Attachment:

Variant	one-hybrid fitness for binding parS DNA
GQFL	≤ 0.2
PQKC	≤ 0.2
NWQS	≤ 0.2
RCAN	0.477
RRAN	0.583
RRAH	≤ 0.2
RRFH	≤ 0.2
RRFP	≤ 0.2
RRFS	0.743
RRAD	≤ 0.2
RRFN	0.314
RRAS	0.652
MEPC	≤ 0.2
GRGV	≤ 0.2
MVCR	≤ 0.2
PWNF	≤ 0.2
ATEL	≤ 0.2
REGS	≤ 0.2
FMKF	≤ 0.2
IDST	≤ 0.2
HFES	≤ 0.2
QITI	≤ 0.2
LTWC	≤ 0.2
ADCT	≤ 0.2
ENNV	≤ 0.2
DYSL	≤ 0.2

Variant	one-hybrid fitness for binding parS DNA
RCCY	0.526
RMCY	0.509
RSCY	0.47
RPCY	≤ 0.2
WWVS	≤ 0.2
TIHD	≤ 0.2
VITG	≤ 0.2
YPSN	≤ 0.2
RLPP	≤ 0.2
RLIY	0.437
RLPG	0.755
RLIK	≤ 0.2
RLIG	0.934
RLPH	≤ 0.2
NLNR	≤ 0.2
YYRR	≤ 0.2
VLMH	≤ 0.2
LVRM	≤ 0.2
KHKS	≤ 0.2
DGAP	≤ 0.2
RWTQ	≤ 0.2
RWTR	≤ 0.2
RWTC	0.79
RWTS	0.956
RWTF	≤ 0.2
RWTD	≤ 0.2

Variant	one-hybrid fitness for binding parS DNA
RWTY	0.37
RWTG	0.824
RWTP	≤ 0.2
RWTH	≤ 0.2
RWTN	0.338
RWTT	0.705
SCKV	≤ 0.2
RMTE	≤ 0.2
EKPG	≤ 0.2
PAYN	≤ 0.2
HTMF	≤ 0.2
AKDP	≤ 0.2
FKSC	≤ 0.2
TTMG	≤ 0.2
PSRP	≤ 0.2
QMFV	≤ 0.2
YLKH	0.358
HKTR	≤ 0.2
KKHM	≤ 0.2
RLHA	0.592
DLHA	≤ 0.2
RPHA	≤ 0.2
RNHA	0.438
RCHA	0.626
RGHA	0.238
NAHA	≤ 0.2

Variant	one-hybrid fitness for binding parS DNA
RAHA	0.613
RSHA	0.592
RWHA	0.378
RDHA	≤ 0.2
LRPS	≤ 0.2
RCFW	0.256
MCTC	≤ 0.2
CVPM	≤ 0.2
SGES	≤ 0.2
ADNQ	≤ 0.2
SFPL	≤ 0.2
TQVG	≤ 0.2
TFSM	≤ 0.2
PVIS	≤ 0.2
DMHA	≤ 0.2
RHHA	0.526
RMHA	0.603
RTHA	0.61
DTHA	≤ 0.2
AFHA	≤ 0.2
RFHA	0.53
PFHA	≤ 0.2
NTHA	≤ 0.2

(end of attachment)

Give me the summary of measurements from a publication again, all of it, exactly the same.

Variant	one-hybrid fitness for binding parS DNA
GQFL	≤ 0.2
PQKC	≤ 0.2
NWQS	≤ 0.2
RCAN	0.477
RRAN	0.583
RRAH	≤ 0.2
RRFH	≤ 0.2
RRFP	≤ 0.2
RRFS	0.743
RRAD	≤ 0.2
RRFN	0.314
RRAS	0.652
MEPC	≤ 0.2
GRGV	≤ 0.2
MVCR	≤ 0.2
PWNF	≤ 0.2
ATEL	≤ 0.2
REGS	≤ 0.2
FMKF	≤ 0.2
IDST	≤ 0.2
HFES	≤ 0.2
QITI	≤ 0.2
LTWC	≤ 0.2
ADCT	≤ 0.2
ENNV	≤ 0.2
DYSL	≤ 0.2

Variant	one-hybrid fitness for binding parS DNA
RCCY	0.526
RMCY	0.509
RSCY	0.47
RPCY	≤ 0.2
WWVS	≤ 0.2
TIHD	≤ 0.2
VITG	≤ 0.2
YPSN	≤ 0.2
RLPP	≤ 0.2
RLIY	0.437
RLPG	0.755
RLIK	≤ 0.2
RLIG	0.934
RLPH	≤ 0.2
NLNR	≤ 0.2
YYRR	≤ 0.2
VLMH	≤ 0.2
LVRM	≤ 0.2
KHKS	≤ 0.2
DGAP	≤ 0.2
RWTQ	≤ 0.2
RWTR	≤ 0.2
RWTC	0.79
RWTS	0.956
RWTF	≤ 0.2
RWTD	≤ 0.2

Variant	one-hybrid fitness for binding parS DNA
RWTY	0.37
RWTG	0.824
RWTP	≤ 0.2
RWTH	≤ 0.2
RWTN	0.338
RWTT	0.705
SCKV	≤ 0.2
RMTE	≤ 0.2
EKPG	≤ 0.2
PAYN	≤ 0.2
HTMF	≤ 0.2
AKDP	≤ 0.2
FKSC	≤ 0.2
TTMG	≤ 0.2
PSRP	≤ 0.2
QMFV	≤ 0.2
YLKH	0.358
HKTR	≤ 0.2
KKHM	≤ 0.2
RLHA	0.592
DLHA	≤ 0.2
RPHA	≤ 0.2
RNHA	0.438
RCHA	0.626
RGHA	0.238
NAHA	≤ 0.2

Variant	one-hybrid fitness for binding parS DNA
RAHA	0.613
RSHA	0.592
RWHA	0.378
RDHA	≤ 0.2
LRPS	≤ 0.2
RCFW	0.256
MCTC	≤ 0.2
CVPM	≤ 0.2
SGES	≤ 0.2
ADNQ	≤ 0.2
SFPL	≤ 0.2
TQVG	≤ 0.2
TFSM	≤ 0.2
PVIS	≤ 0.2
DMHA	≤ 0.2
RHHA	0.526
RMHA	0.603
RTHA	0.61
DTHA	≤ 0.2
AFHA	≤ 0.2
RFHA	0.53
PFHA	≤ 0.2
NTHA	≤ 0.2